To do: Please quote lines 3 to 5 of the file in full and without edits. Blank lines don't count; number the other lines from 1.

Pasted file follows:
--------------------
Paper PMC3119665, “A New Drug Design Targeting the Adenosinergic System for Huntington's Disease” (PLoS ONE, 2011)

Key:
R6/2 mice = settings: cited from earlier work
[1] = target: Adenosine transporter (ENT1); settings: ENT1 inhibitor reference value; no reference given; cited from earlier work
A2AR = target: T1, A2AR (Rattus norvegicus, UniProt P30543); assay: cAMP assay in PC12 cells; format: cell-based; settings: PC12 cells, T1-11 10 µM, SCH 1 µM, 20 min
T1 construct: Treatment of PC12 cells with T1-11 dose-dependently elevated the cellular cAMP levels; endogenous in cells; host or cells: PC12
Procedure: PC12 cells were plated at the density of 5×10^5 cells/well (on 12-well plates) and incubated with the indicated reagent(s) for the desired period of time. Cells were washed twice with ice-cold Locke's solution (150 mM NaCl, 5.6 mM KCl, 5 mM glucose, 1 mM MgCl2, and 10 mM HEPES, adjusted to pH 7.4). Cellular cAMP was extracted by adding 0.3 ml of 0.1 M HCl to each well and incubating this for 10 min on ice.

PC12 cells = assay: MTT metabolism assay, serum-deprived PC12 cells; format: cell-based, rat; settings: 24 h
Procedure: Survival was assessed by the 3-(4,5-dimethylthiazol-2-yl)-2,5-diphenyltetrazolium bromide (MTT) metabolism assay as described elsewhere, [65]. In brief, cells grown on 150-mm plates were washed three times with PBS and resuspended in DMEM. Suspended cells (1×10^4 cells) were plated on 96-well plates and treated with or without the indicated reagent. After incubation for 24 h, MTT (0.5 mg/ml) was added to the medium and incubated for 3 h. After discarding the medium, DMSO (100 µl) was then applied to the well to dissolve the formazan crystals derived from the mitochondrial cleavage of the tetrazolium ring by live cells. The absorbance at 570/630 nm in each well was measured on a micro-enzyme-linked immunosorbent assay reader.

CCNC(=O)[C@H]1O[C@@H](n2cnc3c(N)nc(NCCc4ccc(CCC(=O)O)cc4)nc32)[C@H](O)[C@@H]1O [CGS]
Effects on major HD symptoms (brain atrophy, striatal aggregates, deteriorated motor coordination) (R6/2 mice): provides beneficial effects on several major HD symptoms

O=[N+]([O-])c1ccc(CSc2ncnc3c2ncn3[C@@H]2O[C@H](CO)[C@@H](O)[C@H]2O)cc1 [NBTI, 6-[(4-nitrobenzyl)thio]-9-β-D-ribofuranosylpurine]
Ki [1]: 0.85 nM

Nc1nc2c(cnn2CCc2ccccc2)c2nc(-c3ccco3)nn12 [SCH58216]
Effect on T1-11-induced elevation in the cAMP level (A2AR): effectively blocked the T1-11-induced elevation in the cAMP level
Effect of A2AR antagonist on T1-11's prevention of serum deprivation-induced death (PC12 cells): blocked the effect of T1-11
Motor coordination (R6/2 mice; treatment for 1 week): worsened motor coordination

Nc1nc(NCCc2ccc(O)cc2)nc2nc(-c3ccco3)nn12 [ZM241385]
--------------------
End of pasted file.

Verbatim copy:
R6/2 mice = settings: cited from earlier work
[1] = target: Adenosine transporter (ENT1); settings: ENT1 inhibitor reference value; no reference given; cited from earlier work
A2AR = target: T1, A2AR (Rattus norvegicus, UniProt P30543); assay: cAMP assay in PC12 cells; format: cell-based; settings: PC12 cells, T1-11 10 µM, SCH 1 µM, 20 min